Summary: Matthew 5:1-3. The background of the Sermon on the Mount and the 1st Beatitude: "Blessed are the Poor in Spirit"
Hopefully at some point during the past week (maybe even just this morning), you saw the title of this morning’s sermon. Some of you may have heard that my sermon title was “The Best Sermon Ever” and concluded that I had become a little full of myself. Let me be clear, I’m not saying that the sermon I am preaching is the best sermon ever, but rather that we were going to begin our study of the best sermon ever preached. This morning we begin a study of the Sermon on the Mount, which was a sermon preached by Jesus to many of his followers. While I hope the sermon I preach today is a good, solid message, I can say with great certainty that the message which Jesus preached stands above every other sermon that has ever been preached.
This morning I want to start our study of the Sermon on the Mount by taking a look at the sermon as a whole. This sermon (which is found in Matthew 5-7) contains some of the most well-known passages in the Bible. Listen to some of the famous phrases that come from the Sermon on the Mount:
• The meek shall inherit the earth (Matthew 5:5)
• Turn the other cheek (Matthew 5:39)
• Go the extra mile (Matthew 5:41)
• The Lord’s Prayer (Matthew 6:9-13)
• Judge not, lest ye be judged (Matthew 7:1)
• Do not cast your pearls before swine (Matthew 7:6)
• Do to others as you would have them do to you (commonly referred to as the golden rule) (Matthew 7:12)
• A wolf in sheep’s clothing (Matthew 7:16)
Jesus’ words have been repeated and revered by people both inside and outside of the church for two thousand years. As a matter of fact, some of these axioms have become so familiar that many people have no idea they actually come from the Bible.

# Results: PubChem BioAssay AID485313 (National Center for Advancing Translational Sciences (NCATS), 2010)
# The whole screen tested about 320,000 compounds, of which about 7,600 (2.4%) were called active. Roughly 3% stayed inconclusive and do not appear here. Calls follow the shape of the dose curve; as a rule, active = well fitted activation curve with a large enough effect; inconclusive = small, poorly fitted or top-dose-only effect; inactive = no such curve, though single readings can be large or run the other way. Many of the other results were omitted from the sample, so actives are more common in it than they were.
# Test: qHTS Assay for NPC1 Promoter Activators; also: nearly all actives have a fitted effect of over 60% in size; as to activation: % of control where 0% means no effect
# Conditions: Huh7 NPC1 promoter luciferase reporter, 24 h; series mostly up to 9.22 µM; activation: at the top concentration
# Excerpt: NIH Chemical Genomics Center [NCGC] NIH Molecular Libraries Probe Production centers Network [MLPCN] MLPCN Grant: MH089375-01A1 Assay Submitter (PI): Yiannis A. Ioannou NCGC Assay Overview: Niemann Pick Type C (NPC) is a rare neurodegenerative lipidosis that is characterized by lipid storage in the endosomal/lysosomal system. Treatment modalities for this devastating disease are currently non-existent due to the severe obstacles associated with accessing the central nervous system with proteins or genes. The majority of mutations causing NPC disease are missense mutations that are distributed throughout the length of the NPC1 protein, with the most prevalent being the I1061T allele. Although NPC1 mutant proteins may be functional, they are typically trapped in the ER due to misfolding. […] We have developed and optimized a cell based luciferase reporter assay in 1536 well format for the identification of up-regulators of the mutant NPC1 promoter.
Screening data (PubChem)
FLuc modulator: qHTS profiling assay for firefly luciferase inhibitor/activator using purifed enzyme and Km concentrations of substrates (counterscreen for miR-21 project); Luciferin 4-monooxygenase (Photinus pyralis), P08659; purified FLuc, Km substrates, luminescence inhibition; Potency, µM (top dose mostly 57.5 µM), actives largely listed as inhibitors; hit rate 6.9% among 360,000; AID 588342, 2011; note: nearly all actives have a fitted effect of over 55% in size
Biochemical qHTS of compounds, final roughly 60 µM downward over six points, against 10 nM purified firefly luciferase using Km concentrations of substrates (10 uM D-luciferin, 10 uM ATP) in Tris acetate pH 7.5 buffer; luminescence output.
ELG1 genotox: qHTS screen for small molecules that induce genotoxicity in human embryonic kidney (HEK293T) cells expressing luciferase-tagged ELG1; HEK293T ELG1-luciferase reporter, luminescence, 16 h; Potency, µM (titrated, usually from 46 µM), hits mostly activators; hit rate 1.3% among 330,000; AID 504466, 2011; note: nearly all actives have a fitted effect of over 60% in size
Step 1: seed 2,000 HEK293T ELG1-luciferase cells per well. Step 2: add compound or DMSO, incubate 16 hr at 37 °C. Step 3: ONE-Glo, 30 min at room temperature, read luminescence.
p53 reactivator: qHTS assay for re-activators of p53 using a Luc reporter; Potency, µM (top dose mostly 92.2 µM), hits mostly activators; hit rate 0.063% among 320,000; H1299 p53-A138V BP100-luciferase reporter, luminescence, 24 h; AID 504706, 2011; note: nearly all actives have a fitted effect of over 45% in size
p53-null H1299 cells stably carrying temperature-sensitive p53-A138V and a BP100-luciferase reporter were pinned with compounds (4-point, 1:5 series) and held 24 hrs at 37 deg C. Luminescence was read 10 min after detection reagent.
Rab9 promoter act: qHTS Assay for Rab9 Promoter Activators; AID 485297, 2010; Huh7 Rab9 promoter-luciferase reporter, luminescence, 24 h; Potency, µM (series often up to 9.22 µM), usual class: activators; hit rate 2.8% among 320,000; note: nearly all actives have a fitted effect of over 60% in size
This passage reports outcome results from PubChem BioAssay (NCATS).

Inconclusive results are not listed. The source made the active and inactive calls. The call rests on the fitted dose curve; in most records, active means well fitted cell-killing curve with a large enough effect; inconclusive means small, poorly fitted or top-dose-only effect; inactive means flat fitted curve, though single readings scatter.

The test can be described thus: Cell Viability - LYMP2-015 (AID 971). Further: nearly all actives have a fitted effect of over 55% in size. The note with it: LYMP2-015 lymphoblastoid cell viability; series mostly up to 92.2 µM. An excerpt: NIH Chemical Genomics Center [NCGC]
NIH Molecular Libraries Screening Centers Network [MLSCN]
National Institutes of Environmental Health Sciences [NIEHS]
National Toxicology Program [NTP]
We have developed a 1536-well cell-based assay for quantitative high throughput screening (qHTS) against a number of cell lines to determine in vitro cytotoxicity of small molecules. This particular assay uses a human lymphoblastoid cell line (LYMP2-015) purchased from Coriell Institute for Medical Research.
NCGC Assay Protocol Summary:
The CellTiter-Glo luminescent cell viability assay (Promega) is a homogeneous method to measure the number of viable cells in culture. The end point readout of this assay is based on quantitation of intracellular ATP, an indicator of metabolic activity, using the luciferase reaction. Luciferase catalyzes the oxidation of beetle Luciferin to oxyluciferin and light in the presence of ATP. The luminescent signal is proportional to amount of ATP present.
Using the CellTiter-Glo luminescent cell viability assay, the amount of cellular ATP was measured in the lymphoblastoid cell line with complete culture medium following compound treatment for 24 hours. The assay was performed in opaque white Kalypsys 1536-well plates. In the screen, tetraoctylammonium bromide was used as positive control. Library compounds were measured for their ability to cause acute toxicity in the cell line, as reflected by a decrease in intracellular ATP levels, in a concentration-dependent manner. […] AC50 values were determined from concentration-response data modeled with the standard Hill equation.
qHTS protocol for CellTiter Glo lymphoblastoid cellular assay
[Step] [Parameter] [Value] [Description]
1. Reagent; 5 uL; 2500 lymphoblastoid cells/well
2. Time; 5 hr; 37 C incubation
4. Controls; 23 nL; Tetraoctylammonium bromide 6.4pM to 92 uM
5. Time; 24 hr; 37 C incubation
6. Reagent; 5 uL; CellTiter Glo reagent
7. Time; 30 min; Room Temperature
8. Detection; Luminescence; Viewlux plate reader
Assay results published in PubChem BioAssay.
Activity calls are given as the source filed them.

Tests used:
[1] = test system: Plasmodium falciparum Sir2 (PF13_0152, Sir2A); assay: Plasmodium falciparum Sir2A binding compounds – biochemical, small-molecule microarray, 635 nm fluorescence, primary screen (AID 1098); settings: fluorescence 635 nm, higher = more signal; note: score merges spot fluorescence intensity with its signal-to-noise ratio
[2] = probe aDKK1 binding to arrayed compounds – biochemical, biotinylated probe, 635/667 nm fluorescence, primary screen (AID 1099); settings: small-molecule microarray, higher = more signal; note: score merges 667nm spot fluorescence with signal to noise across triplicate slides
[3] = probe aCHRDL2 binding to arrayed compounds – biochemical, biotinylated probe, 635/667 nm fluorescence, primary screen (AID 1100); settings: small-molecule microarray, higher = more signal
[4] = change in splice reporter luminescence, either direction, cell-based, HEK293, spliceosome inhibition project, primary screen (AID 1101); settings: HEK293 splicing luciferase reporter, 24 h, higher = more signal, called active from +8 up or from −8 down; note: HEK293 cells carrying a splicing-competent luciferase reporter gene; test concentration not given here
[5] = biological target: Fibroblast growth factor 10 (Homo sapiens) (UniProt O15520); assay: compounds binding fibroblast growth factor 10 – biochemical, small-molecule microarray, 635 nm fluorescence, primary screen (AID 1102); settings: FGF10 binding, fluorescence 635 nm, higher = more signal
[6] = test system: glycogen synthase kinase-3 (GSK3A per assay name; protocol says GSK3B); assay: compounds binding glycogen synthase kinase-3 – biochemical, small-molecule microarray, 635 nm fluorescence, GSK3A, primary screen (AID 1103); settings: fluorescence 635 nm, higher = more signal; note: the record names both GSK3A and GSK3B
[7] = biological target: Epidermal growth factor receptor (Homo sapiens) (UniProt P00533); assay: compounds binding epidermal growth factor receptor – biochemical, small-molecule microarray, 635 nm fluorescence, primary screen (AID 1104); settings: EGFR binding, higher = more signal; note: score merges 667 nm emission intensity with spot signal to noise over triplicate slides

The Sermon on the Mount is, without question, the best sermon ever preached, which is why we are going to devote several months to studying it. But we want to be sure that we understand the Sermon the Mount correctly, so before we begin studying the specifics of the sermon, we need to stop and be sure we approach it with the right mindset.
Understanding the Sermon
One day as he saw the crowds gathering, Jesus went up on the mountainside and sat down. His disciples gathered around him, 2 and he began to teach them.
28 When Jesus had finished saying these things, the crowds were amazed at his teaching, 29 for he taught with real authority—quite unlike their teachers of religious law.
Verse 28 shows us that all of these teachings were connected—it is all one continuous sermon. We need to keep that in mind when we study the Sermon on the Mount. Jesus did not intend for us to study one part of the sermon while ignoring the rest of it.
Whether they realize it or not, many people fall into this trap. They take one teaching of Jesus and elevate it as the ultimate expression of faith. Some people read these verses and conclude that Christians should never tell someone what they are doing is wrong, because Jesus said we shouldn’t judge people. Others look to these verses and claim that Christians should be pacifists, because Jesus said to turn the other cheek. Still others believe there is special power in the words of the Lord’s Prayer, regardless of whether we understand them or not.
Jesus did not intend for us to emphasize one part of the sermon while completely ignoring the rest of it. That is incredibly frustrating for a preacher! It is as if you came away from a sermon we preached where we made a joke about the Chicago Cubs (which is a lot of sermons!) and concluded that you needed to start rooting for the Cubs. Now, while it’s good to be a Cubs fan (though often not pleasant!), that is not the point of the message! If you fixate on one thing, but miss the big picture, then your time has been wasted!
So, with that in mind, let’s look at how to properly understand the Sermon on the Mount. It may be easier to see the right way to look at this passage by pointing out some of the wrong ways to do so.
Wrong way #1: The Sermon on the Mount shows us what we need to do to be saved. There are some excellent moral principles in the Sermon on the Mount. The prerequisite to understanding this sermon is to understand that no one can keep God’s law—we are all sinful, and cannot do enough good things to deserve or earn God’s favor. So to simply see the Sermon on the Mount as a list of rules to keep in order to earn salvation is to misunderstand it entirely.